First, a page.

|Selective feeding in shellfish: size-dependent rejection of large particles within pseudofaeces from Mytilus edulis, Ruditapes philippinarum and Tapes decussatus|Defossez, J.-M.; Hawkins, A.J.S. (1997). Selective feeding in shellfish: size-dependent rejection of large particles within pseudofaeces from Mytilus edulis, Ruditapes philippinarum and Tapes decussatus. Mar. Biol. (Berl.) 129(1): 139-147. dx.doi.org/10.1007/s002270050154
In: Marine Biology. Springer: Heidelberg; Berlin. ISSN 0025-3162, more
|Authors|| || Top |
- Defossez, J.-M.
- Hawkins, A.J.S.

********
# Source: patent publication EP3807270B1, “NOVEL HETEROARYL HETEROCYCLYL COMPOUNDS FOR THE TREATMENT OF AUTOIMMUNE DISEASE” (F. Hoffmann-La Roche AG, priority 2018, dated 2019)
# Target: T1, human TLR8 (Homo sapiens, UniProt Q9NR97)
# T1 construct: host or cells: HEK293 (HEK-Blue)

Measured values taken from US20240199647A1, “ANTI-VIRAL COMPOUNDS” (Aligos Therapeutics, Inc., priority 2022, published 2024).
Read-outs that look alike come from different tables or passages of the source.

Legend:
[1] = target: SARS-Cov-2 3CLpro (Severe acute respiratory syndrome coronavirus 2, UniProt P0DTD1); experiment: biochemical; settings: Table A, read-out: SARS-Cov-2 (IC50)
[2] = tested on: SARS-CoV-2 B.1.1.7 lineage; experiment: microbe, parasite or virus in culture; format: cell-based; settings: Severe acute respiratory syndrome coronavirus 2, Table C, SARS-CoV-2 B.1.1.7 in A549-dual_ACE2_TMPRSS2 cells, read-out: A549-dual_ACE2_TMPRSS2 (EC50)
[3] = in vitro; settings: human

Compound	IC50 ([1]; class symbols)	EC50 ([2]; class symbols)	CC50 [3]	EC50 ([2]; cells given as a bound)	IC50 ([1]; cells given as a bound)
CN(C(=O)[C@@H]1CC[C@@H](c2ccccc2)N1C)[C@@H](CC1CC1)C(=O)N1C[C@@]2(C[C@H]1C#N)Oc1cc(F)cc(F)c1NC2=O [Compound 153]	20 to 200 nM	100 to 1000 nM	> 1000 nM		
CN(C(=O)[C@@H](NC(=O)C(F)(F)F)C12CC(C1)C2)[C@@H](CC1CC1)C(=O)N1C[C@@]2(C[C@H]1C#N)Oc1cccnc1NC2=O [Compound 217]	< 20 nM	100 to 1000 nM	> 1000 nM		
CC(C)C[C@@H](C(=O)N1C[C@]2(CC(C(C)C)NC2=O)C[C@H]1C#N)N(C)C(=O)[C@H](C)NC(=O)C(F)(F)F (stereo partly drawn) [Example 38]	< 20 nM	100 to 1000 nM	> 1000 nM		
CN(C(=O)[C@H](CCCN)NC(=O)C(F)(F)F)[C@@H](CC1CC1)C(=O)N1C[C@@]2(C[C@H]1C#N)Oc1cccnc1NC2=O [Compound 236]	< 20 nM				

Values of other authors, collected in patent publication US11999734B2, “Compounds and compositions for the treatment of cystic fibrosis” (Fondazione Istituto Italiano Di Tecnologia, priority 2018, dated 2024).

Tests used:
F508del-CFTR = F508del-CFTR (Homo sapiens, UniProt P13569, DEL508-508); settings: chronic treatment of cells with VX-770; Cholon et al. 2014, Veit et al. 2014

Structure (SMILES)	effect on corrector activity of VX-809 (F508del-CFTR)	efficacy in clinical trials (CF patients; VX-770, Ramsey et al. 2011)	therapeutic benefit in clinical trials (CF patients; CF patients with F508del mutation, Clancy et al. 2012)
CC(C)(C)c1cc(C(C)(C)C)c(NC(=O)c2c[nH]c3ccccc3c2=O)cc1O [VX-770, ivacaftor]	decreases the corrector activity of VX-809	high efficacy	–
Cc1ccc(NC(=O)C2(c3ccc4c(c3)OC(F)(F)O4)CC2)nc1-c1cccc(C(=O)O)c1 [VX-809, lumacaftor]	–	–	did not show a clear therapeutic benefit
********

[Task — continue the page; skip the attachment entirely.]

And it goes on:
Mytilus edulis L., Ruditapes philippinarum (Adams & Reeve) and Tapes decussatus L. were fed particles of the same shape (spherical), the same density (2.1 g cm−3) and the same chemical composition (SiO2), but which varied in diameter from 5 to 37 μm. Findings obtained at different particle concentrations (mean ± SD) of 51 ± 2, 105 ± 18 and 171 ± 17 mg l−1 invariably indicate that significant proportions of all particles with diameters larger than from between 7.5 and 22.5 μm were preferentially rejected as pseudofaeces. We define the preferential ingestion index (PII) as the ratio between average particle volume in pseudofaeces and average particle volume in food. Whatever the particle concentration or the species, this PII was always statistically higher than 1. Irrespective of particle concentration, PII values in M. edulis were lower than in T. decussatus (averages of 1.2 and 2, respectively). PII values in M. edulis were also lower than in R. philippinarum maintained at particle concentrations above 171 ± 17 mg l−1. We suggest that preferential size-dependent rejection of larger particles could be of significant adaptive value in the natural environment, either if there are large inorganic particles, or if the average organic content of smaller particles is higher.